I think there should be a living wage. But I think that term needs to be far more narrowly defined. It doesn't mean that for 40 hours of work you should make enough to afford a 3 bedroom apartment, care for your 2.5 kids, drive a new car every 5 years, and have a iphone. It means you can feed and clothe and shelter yourself, and get a bus pass to get to work, and maybe have enough left at the end of the month to go to a matinee movie.

    I think a national minimum wage prevents utterly unreasonable working conditions and employers trying to take advantage of desperate people who would rather make $1/hr than $0/hr. But I think talk of numbers like $15/hr is crazy.
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    #8
    I mostly agree with Villa. I think the minimum wage should better reflect the actual cost of living. And I think anyone working 40 hr/week should be able to make a basic living wage.

    For example, if I break down what I consider reasonable for a living wage for San Diego:
    750$ month rent- studio apartment in the shittiest, most drug ridden part of town
    150$ month bills- electricity, water, gas, trash fee, renters insurance (usually required), and a basic cell phone/landline (necessary for holding a job, imo)
    125$ month for bus fees- (5$ per day, use 25/30 days per month)
    100$ month food- some food is cheaper here, some is more expensive. Does not include eating out.
    50$ month for health insurance/copays- approximately what I would need if I were on CA's medicaid
    100$ month for other- shoes, clothes, household items, toiletries, cleaning supplies, paying for resume to be printed at the library, etc
    50$ month for saving so that you can someday move to a safer neighborhood/invest/go to school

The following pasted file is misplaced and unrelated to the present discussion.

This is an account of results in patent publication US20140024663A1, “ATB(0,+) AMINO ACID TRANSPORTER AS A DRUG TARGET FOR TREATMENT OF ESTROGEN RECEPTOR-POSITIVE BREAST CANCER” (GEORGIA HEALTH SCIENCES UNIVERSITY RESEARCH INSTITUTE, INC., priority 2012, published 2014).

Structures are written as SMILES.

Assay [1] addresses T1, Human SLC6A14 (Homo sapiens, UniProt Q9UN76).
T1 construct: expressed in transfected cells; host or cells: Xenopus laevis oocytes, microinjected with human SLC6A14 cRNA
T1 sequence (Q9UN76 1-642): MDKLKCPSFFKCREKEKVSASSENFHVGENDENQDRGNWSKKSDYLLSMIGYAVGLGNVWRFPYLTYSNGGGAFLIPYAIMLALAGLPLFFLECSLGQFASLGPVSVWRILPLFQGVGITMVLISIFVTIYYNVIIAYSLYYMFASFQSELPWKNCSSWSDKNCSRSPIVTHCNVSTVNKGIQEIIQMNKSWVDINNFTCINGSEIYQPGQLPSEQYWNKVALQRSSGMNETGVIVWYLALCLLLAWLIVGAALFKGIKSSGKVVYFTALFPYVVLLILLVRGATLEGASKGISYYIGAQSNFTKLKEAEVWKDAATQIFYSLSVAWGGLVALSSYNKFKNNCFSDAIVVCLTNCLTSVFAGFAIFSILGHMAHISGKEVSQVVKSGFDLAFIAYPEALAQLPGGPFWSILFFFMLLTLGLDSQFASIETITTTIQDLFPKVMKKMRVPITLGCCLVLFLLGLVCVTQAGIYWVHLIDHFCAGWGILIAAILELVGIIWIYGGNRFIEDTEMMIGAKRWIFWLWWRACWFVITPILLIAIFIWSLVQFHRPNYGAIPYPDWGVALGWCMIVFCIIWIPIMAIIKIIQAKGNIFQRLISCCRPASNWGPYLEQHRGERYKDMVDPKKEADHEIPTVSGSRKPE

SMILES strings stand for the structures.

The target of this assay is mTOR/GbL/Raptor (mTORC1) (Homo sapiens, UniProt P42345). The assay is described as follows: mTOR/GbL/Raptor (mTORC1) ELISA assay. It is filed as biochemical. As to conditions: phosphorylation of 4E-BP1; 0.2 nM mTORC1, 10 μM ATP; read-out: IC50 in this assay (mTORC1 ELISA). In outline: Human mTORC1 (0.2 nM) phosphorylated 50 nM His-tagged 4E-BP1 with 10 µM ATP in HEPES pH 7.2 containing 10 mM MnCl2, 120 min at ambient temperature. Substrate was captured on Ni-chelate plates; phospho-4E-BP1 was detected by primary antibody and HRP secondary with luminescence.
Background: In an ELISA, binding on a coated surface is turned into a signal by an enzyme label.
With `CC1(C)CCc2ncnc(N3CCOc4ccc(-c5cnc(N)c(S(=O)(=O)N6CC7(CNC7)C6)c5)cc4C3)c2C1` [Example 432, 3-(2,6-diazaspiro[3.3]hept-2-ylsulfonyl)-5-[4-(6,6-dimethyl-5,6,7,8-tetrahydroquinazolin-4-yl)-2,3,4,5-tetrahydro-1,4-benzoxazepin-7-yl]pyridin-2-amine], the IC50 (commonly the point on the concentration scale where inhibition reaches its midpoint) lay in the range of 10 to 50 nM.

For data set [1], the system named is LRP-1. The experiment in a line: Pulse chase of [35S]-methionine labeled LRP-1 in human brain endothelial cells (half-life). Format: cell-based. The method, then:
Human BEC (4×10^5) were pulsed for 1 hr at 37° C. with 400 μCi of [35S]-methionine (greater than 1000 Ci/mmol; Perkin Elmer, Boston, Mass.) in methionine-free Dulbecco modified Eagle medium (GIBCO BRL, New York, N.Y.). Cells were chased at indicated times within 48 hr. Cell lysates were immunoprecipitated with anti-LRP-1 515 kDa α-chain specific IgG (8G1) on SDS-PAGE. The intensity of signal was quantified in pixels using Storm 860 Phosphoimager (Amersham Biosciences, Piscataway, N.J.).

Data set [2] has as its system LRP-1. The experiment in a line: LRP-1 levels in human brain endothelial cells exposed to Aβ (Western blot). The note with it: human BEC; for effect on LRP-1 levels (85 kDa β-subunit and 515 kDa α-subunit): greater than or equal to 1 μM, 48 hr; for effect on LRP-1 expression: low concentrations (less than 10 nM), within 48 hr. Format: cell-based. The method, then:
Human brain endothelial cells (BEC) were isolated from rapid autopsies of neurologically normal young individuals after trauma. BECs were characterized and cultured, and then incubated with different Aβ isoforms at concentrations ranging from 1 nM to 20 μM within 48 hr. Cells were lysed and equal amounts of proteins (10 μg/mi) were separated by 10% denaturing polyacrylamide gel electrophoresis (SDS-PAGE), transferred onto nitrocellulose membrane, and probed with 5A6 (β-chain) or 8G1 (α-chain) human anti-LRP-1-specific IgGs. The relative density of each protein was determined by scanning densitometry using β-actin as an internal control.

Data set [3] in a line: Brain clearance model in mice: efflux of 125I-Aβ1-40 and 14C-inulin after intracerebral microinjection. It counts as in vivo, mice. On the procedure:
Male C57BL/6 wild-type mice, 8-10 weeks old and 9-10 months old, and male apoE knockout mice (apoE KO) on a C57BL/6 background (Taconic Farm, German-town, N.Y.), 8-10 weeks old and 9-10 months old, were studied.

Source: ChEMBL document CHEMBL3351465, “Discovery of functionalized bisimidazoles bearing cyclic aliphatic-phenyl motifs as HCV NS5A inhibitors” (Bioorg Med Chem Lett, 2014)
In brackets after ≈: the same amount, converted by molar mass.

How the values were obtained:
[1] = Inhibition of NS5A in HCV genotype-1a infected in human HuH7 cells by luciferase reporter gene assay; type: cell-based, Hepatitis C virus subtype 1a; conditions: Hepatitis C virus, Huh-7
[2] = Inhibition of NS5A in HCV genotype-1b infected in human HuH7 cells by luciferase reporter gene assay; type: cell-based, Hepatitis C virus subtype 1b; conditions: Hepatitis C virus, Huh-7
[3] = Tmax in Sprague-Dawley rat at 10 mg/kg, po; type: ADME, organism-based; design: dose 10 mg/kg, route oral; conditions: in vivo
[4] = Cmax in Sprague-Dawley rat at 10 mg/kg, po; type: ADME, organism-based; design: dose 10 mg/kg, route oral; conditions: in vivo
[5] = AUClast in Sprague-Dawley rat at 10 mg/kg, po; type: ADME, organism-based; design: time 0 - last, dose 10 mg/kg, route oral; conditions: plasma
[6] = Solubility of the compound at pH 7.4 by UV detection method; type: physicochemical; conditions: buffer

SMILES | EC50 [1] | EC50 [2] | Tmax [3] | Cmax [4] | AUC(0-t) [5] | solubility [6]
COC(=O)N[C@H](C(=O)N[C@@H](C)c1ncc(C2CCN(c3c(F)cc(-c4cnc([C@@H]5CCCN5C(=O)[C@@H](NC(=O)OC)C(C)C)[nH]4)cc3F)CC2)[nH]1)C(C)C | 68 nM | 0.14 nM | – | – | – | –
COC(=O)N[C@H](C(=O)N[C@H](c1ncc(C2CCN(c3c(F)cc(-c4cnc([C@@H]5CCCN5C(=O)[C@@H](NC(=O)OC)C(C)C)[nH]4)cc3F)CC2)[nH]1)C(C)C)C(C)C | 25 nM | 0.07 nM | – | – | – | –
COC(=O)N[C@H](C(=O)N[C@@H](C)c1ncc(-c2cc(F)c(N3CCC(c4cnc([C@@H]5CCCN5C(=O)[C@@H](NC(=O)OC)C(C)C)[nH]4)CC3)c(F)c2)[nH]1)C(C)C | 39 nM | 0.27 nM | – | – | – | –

-----------------
    =1325$ needed per month. CA minimum wage is 8$/hr which equals only 1280$/month BEFORE TAXES. So I think in this case the minimum wage should be raised to at least 10.75 an hour.
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    #9
    Quote Originally Posted by rocket_lizz View Post
    I mostly agree with Villa. I think the minimum wage should better reflect the actual cost of living. And I think anyone working 40 hr/week should be able to make a basic living wage.

    For example, if I break down what I consider reasonable for a living wage for San Diego:
    750$ month rent- studio apartment in the shittiest, most drug ridden part of town
    150$ month bills- electricity, water, gas, trash fee, renters insurance (usually required), and a basic cell phone/landline (necessary for holding a job, imo)
    125$ month for bus fees- (5$ per day, use 25/30 days per month)
    100$ month food- some food is cheaper here, some is more expensive. Does not include eating out.
    50$ month for health insurance/copays- approximately what I would need if I were on CA's medicaid
    100$ month for other- shoes, clothes, household items, toiletries, cleaning supplies, paying for resume to be printed at the library, etc
    50$ month for saving so that you can someday move to a safer neighborhood/invest/go to school
    -----------------
    =1325$ needed per month. CA minimum wage is 8$/hr which equals only 1280$/month BEFORE TAXES. So I think in this case the minimum wage should be raised to at least 10.75 an hour.
    Do you think all states (where cost of living is lower) should raise it to that much?
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    #10
    Quote Originally Posted by Amanduh View Post
    Do you think all states (where cost of living is lower) should raise it to that much?
    No I think each state should be responsible for taking the cost of living into consideration. Some states may not have much public transit so I think they should include the cost of a cheapish car and gas. and the minimum wage should always account for inflation, I think.

    San Diego is kind of the middle for price for CA, I think. LA and San Fran are much more expensive and someone making 10.75 there would struggle, but in one of the farming communities they would be able to get a 2 bedroom and afford a kid maybe.
    ETA: I think people should make enough to not need public aid. Public aid should be for special situations such as job loss, injury or illness, employers downsizing and cutting hours, needing to support elderly family members, etc.